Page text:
The report says that Florida, with an estimated $76 billion in costs, is the state with the largest exposure, followed by Louisiana, North Carolina, and Virginia. A key issue as different jurisdictions and the federal government grapple with how to pay for this infrastructure is equity. Wiles and other experts say that while some of the bigger, richer cities may figure out how to finance their needs, smaller communities will face huge challenges funding resilience projects. “We think this is an emerging crisis for most of these communities,” he adds. “A very simple way of thinking about it is that it will be tens of thousands of dollars per resident in places that may not have a large tax base.”
For comparison, Wiles notes, protection for Jacksonville, Florida, would cost $3,990 per capita, while in New York the cost would be $231 per capita. Outside cities, the price per person jumps dramatically to $37,366 in Cumberland County, New Jersey, and $154,747 in Dare County, North Carolina.
Globally, the question of equity is even more acute, with cities in developed nations far better able to fund climate change adaptation projects than in developing countries. “In an environment of scarce resources for local authorities, especially in poor countries, mobilizing such resources will be a real political and institutional challenge,” according to a World Bank study.
William Stiles, the head of Wetlands Watch, a Norfolk-based group that advises local governments and non-profits on sea level rise adaptation and floodplain management, says local officials are just coming to terms with the staggering scale of the challenge. State and local money is limited. Resilience bonds, which could fund extensive capital improvements to deal with flooding and sea level rise, have been slow to take off. “There is no coordinated strategy nationally, there is not enough money, states are not moving, and this loose talk of resilience bonds in the private sector is not a reality yet,” Stiles says.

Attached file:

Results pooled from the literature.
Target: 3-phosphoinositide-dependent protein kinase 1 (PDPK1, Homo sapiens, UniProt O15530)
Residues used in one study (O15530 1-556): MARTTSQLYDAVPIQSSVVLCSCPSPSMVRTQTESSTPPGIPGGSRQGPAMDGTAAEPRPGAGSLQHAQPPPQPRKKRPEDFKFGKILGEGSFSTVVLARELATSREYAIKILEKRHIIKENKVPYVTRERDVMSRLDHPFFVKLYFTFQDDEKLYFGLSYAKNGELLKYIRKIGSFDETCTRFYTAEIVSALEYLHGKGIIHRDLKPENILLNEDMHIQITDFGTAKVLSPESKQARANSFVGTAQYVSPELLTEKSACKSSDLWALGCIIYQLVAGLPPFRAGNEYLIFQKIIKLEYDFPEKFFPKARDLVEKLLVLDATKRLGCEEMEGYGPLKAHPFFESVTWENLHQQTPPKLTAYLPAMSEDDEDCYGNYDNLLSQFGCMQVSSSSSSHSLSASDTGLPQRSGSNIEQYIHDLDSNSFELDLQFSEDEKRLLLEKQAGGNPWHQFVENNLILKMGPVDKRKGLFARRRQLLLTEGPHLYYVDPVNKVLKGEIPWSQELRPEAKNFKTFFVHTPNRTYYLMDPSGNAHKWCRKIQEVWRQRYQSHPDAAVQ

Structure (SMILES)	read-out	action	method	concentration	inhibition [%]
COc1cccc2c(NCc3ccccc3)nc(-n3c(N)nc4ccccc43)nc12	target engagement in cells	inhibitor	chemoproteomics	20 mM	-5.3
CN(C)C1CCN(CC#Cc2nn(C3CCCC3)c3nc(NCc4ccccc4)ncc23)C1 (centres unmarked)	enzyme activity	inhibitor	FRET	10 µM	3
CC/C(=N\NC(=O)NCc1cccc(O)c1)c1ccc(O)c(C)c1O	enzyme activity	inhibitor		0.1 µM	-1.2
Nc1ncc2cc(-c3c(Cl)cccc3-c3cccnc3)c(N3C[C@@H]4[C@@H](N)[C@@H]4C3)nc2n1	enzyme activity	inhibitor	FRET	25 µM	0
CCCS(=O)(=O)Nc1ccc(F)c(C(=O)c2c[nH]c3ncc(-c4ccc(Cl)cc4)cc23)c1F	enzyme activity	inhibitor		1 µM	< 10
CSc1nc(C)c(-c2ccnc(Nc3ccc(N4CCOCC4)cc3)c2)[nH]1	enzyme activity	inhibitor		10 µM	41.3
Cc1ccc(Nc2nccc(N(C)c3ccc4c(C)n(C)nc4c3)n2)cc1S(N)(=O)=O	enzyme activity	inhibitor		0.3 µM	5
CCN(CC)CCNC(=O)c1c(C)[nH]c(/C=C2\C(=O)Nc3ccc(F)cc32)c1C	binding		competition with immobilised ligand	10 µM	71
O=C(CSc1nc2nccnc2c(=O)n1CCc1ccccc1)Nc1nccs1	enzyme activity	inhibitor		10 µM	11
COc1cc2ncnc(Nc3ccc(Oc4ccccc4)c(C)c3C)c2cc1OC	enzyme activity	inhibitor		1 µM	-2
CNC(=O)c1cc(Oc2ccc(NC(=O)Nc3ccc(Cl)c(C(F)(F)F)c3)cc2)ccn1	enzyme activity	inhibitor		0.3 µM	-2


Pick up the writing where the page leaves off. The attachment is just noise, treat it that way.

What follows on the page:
He estimates that Norfolk and neighboring Virginia Beach, hotspots for relative sea level rise on the Atlantic coast, each have about $4 billion in resilience work to do over the next couple of decades. That does not include protecting the port, one of the busiest on the East Coast; the area’s military shipyards; or the world’s largest naval base. A land-use study by the local planning district identified 22 projects, many estimated to run from $10 million to $50 million, including raising roads, improving storm water systems, and making wastewater treatment plants more resilient to serve the six military bases in Norfolk and Virginia Beach.
Norfolk has created “special service districts” to allow residents in a neighborhood to effectively tax themselves to address sea level rise issues.
“It will cost many tens of billions,” he says.
At the federal level, potential funding sources include the Federal Emergency Management Agency, the Army Corps of Engineers, and community block grants from the Department of Housing and Urban Development. But none offer the kind of money necessary to address the need.